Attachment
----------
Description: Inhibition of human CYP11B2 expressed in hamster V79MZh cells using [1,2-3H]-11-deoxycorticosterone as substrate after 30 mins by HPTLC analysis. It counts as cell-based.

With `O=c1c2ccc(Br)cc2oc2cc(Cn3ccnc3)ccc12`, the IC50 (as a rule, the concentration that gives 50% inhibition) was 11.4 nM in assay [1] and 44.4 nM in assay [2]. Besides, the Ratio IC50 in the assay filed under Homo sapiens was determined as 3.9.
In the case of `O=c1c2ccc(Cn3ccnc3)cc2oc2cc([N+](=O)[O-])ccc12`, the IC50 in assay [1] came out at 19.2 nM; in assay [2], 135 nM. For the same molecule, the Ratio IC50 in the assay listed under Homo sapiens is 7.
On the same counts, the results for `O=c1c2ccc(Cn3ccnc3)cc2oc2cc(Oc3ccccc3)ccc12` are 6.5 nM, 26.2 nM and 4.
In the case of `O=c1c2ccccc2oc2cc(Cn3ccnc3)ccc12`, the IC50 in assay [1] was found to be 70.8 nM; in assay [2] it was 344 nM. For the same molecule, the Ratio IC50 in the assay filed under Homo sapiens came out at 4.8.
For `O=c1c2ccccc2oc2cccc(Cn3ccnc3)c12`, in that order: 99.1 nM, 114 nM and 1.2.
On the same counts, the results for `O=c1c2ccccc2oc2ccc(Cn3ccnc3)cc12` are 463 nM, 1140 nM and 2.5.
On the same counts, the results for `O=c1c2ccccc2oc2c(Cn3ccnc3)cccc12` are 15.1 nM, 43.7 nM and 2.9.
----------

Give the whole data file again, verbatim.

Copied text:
Description: Inhibition of human CYP11B2 expressed in hamster V79MZh cells using [1,2-3H]-11-deoxycorticosterone as substrate after 30 mins by HPTLC analysis. It counts as cell-based.

With `O=c1c2ccc(Br)cc2oc2cc(Cn3ccnc3)ccc12`, the IC50 (as a rule, the concentration that gives 50% inhibition) was 11.4 nM in assay [1] and 44.4 nM in assay [2]. Besides, the Ratio IC50 in the assay filed under Homo sapiens was determined as 3.9.
In the case of `O=c1c2ccc(Cn3ccnc3)cc2oc2cc([N+](=O)[O-])ccc12`, the IC50 in assay [1] came out at 19.2 nM; in assay [2], 135 nM. For the same molecule, the Ratio IC50 in the assay listed under Homo sapiens is 7.
On the same counts, the results for `O=c1c2ccc(Cn3ccnc3)cc2oc2cc(Oc3ccccc3)ccc12` are 6.5 nM, 26.2 nM and 4.
In the case of `O=c1c2ccccc2oc2cc(Cn3ccnc3)ccc12`, the IC50 in assay [1] was found to be 70.8 nM; in assay [2] it was 344 nM. For the same molecule, the Ratio IC50 in the assay filed under Homo sapiens came out at 4.8.
For `O=c1c2ccccc2oc2cccc(Cn3ccnc3)c12`, in that order: 99.1 nM, 114 nM and 1.2.
On the same counts, the results for `O=c1c2ccccc2oc2ccc(Cn3ccnc3)cc12` are 463 nM, 1140 nM and 2.5.
On the same counts, the results for `O=c1c2ccccc2oc2c(Cn3ccnc3)cccc12` are 15.1 nM, 43.7 nM and 2.9.